An aspirin a day keeps cancer away, according to a new report. Oxford University researchers have discovered that a daily low dose of aspirin does not only prevent cancer but could also be effective for those with cancer.
Researchers found that aspirin reduces the chances of tumours spreading to distant organs by about 40-50%. This is important because it is this process of spread of cancer, or "metastasis", which most commonly kills people with cancer. This reduction in the risk of cancer spreading suggests that starting taking aspirin after being diagnosed could be beneficial - assuming that the cancer has not already spread.
The research team found that aspirin reduced the risk of death from cancer by 15 per cent. This reduction in risk improved over time, reaching 37 per cent for those on aspirin for five years and more.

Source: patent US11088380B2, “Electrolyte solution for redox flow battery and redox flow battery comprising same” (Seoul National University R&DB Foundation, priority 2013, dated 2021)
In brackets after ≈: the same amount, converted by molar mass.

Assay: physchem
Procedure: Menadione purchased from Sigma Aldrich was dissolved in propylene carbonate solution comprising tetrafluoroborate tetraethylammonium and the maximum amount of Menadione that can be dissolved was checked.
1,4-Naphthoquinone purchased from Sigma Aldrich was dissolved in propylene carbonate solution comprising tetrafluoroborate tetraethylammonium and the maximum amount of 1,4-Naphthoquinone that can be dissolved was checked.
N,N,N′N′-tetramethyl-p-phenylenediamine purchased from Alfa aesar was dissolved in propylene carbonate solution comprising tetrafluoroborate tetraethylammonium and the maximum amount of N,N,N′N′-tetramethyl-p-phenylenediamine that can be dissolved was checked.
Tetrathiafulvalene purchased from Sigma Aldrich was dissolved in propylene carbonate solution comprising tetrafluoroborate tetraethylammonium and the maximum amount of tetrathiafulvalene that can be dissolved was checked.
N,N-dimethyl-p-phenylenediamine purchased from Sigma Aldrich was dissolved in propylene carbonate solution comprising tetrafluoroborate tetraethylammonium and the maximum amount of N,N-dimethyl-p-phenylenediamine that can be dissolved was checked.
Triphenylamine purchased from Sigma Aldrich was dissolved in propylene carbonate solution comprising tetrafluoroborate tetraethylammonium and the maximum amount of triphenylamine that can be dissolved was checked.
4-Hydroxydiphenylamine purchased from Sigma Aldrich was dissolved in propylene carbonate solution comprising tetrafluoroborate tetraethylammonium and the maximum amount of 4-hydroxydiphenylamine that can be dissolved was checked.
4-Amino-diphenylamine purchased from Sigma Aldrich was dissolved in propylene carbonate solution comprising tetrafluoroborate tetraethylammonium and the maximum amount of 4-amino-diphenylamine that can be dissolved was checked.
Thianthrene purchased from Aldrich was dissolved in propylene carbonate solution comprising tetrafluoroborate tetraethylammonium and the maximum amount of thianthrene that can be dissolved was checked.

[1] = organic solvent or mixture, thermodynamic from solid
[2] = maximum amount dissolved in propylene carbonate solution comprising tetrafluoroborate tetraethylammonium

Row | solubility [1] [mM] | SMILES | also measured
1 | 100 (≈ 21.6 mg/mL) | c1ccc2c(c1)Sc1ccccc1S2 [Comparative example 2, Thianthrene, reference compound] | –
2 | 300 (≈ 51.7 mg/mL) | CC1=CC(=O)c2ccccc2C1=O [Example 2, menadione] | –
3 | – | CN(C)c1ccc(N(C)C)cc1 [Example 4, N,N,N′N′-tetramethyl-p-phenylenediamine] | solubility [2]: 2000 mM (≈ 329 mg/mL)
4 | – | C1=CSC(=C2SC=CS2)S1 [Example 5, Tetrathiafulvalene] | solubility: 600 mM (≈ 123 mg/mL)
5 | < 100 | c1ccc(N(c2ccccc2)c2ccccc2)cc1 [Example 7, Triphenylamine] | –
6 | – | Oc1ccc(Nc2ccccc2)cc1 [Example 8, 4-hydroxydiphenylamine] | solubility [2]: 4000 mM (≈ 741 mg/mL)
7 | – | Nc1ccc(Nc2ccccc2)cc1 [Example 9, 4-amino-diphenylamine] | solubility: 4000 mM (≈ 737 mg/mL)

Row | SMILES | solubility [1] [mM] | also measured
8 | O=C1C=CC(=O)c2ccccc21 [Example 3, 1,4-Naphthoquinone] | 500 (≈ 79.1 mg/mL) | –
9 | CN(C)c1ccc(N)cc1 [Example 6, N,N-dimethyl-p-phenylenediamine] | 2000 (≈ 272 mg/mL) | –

"No drug has been shown before to prevent distant metastasis and so these findings should focus future research on this crucial aspect of treatment of patients with cancer that hasn't already spread," said Peter Rothwell, professor at the Nuffield Department of Clinical Neurosciences, in a statement.
Daily low-doses of aspirin also reduced the occurrence of cancer, not just deaths from cancer. The incidence of cancers dropped by around a quarter from three years and onwards, with similar reductions in men (23%) and women (25%).
Previous studies by this team have established that aspirin reduces the long-term risk of dying from cancer, but now researchers have found that aspirin should not be taken for a long time because it can increase the risk of stomach bleeding. They recommended that people take a low dose of aspirin and for a short duration.
"We are not at the stage of recommending aspirin use in everybody, but the guidelines on use of aspirin in the healthy middle-aged population certainly needs to be updated in order to take into account the effects on the risk and outcome of cancer as well as on the risk of heart attacks and strokes," said Professor Rothwell.